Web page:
Tracing the Human Lineage
The Ontogeny - Phylogeny Calcaneal Model
There is an overall consensus of opinion that H.sapien lineage has passed through ardipithecine to australopithecine, and on to the transitional hominins, pre-modern and finally modern Homo. But exactly which hominins comprise this direct lineage to Homo, has been the holy grail.
The Ontogeny - Phylogeny Calcaneal Model (OPCM) (as proposed by Dr Rothbart)
The OPCM provides a concise and straight forward roadmap in deciphering the Hominin lineage.
Calcaneal supinatus (twist pattern in the posterior aspect of the heel bone) is the marker in determining whether or not the fossilized heel bone comes from a direct descendant of h.sapiens, or not (See Photo below of structurally inverted calcaneus).
The above comments were extrapolated from a discussion on the evolution of Homo Sapien - www.Researchgate.net December 18, 2014
It has become progressively apparent that the H.sapien has emerged from a rather bushy phylogeny, where there once was a diverse and divergent group of hominin species.
Teasing out the precise relatedness of these hominin fossils to one another has proved to be a daunting enterprise. The sheer diversity of the fossilized remains has complicated our understanding of H.sapien's evolution.
For example, it appears that A.ramidus was a direct descendent of H.sapiens. However determining whether A. afarensis of A. africanus (both habiltating the earth during the same epoch) were direct descendants or not, has proved more difficult to determine.
Photo of the foot fossil of A.sediba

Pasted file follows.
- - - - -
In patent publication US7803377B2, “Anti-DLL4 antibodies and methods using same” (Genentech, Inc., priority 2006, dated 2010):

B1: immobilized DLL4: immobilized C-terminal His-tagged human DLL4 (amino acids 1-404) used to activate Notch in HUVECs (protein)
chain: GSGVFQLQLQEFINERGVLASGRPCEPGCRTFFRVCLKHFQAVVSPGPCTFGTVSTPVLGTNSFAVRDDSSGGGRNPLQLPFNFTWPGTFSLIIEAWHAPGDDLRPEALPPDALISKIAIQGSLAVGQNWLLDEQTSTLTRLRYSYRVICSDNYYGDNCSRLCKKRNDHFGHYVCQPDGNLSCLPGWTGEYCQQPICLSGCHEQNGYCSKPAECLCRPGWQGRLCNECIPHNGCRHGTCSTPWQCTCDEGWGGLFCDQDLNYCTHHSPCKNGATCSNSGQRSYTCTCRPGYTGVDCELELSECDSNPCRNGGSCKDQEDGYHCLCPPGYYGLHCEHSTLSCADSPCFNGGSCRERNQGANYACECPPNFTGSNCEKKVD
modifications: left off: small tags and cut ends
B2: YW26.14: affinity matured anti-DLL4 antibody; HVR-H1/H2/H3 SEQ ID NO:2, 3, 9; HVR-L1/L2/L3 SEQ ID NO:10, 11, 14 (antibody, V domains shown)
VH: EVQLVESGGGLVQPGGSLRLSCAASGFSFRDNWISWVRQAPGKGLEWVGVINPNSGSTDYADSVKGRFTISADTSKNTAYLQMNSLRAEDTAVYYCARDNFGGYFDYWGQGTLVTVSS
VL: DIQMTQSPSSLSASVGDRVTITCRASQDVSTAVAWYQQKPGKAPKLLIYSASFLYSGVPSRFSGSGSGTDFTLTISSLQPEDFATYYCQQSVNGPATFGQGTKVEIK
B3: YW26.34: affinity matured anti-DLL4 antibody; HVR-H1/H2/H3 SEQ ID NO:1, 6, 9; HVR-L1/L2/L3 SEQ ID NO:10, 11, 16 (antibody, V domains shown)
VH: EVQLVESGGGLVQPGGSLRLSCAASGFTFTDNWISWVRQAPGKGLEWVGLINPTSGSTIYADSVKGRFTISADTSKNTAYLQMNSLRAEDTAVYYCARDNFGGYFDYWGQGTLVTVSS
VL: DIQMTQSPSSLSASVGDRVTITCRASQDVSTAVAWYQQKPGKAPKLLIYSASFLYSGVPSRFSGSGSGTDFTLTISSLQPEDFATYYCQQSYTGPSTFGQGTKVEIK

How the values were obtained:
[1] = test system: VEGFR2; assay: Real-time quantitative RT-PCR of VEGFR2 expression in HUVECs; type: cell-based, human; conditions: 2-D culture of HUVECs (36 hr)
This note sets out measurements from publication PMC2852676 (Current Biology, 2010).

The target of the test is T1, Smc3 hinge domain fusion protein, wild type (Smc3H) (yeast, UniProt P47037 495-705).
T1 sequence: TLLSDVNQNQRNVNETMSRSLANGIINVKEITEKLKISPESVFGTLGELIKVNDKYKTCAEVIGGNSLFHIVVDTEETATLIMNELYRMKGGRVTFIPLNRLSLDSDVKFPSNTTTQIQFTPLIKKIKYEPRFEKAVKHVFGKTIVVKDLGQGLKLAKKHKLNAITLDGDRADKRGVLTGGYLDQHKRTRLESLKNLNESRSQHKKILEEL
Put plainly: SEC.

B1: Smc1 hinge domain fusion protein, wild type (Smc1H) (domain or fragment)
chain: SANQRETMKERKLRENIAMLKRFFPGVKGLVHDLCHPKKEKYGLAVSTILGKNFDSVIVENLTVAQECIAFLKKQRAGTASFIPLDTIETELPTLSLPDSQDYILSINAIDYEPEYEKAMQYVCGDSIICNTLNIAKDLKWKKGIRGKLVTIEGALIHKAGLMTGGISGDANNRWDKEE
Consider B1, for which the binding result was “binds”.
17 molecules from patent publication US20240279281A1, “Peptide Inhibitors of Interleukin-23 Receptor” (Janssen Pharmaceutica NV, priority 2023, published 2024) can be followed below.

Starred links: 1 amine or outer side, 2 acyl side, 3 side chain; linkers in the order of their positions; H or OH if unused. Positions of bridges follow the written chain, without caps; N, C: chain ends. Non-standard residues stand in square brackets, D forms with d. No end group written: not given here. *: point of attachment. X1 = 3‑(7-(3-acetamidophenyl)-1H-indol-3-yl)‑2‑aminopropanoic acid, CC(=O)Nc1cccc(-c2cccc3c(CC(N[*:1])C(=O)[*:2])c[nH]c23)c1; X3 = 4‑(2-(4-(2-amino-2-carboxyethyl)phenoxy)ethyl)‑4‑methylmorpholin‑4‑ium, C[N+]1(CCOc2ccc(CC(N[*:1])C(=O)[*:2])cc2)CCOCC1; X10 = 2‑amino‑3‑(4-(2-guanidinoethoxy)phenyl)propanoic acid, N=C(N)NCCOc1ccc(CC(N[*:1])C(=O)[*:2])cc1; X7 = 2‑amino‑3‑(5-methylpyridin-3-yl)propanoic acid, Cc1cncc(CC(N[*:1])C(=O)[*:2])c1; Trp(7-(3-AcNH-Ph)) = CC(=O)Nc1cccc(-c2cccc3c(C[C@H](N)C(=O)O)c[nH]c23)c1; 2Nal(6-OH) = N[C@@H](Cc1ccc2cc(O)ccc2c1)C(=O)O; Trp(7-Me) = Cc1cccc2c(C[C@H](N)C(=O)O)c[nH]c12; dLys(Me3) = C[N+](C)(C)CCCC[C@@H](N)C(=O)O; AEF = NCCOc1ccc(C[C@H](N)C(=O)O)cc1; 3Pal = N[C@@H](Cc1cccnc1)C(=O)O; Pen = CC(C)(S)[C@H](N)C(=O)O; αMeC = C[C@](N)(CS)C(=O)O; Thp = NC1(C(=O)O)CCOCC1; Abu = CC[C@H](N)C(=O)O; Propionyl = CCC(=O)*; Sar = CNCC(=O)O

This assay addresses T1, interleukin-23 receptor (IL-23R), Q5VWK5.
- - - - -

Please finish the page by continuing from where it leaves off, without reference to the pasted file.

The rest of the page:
Courtesy of DeSilva JM et al 2013. The Lower Limb and Mechanics of Walking in Australopithecus sediba. Science 340, DOI: 10.1126/science. 1232999
This supposition is based on my clinical research which entailed the discovery of a previously unrecognized inherited foot structure, the PreClinical Clubfoot Deformity (Structure). The hallmark of this foot structure is the structural twist (supinatus) in the posterior aspect of the calcaneus. This is the same structural twist found in the fossilized calcaneus of the A.sebida but lacking in the A.africanus. From this the OPCM would conclude that A.sebida is a direct descendant of H.sapien, A.africanus is not.
The PreClinical Foot Structure appears to be at least 2 million years ago and possibly older.
In 2014, the most common foot structure is the PreClinical Clubfoot Structure/Deformity.
The least common is the Plantargrade Foot Structure (heel bone no longer retains any supinatus/structural twist).
I opine that the homo sapien foot is still very early in its anthropological evolution, evolving towards the very stable bipedal plantargrade foot structure.
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